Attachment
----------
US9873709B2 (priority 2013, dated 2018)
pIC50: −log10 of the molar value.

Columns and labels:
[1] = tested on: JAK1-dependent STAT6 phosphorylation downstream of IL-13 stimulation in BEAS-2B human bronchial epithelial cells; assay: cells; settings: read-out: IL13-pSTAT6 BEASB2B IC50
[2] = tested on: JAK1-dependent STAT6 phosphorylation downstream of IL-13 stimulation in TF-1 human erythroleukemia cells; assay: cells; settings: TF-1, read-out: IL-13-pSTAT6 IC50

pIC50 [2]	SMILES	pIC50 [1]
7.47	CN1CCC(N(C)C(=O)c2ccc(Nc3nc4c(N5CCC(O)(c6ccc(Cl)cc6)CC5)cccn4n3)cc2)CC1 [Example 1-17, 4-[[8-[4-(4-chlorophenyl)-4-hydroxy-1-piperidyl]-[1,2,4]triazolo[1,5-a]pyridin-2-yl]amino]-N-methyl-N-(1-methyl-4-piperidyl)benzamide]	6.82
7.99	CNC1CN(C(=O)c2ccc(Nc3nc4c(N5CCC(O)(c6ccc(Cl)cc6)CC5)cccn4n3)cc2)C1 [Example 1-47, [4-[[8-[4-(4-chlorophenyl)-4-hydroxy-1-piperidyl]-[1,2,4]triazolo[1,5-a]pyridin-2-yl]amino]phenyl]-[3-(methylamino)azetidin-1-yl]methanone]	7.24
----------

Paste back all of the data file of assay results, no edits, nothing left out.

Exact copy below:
US9873709B2 (priority 2013, dated 2018)
pIC50: −log10 of the molar value.

Columns and labels:
[1] = tested on: JAK1-dependent STAT6 phosphorylation downstream of IL-13 stimulation in BEAS-2B human bronchial epithelial cells; assay: cells; settings: read-out: IL13-pSTAT6 BEASB2B IC50
[2] = tested on: JAK1-dependent STAT6 phosphorylation downstream of IL-13 stimulation in TF-1 human erythroleukemia cells; assay: cells; settings: TF-1, read-out: IL-13-pSTAT6 IC50

pIC50 [2]	SMILES	pIC50 [1]
7.47	CN1CCC(N(C)C(=O)c2ccc(Nc3nc4c(N5CCC(O)(c6ccc(Cl)cc6)CC5)cccn4n3)cc2)CC1 [Example 1-17, 4-[[8-[4-(4-chlorophenyl)-4-hydroxy-1-piperidyl]-[1,2,4]triazolo[1,5-a]pyridin-2-yl]amino]-N-methyl-N-(1-methyl-4-piperidyl)benzamide]	6.82
7.99	CNC1CN(C(=O)c2ccc(Nc3nc4c(N5CCC(O)(c6ccc(Cl)cc6)CC5)cccn4n3)cc2)C1 [Example 1-47, [4-[[8-[4-(4-chlorophenyl)-4-hydroxy-1-piperidyl]-[1,2,4]triazolo[1,5-a]pyridin-2-yl]amino]phenyl]-[3-(methylamino)azetidin-1-yl]methanone]	7.24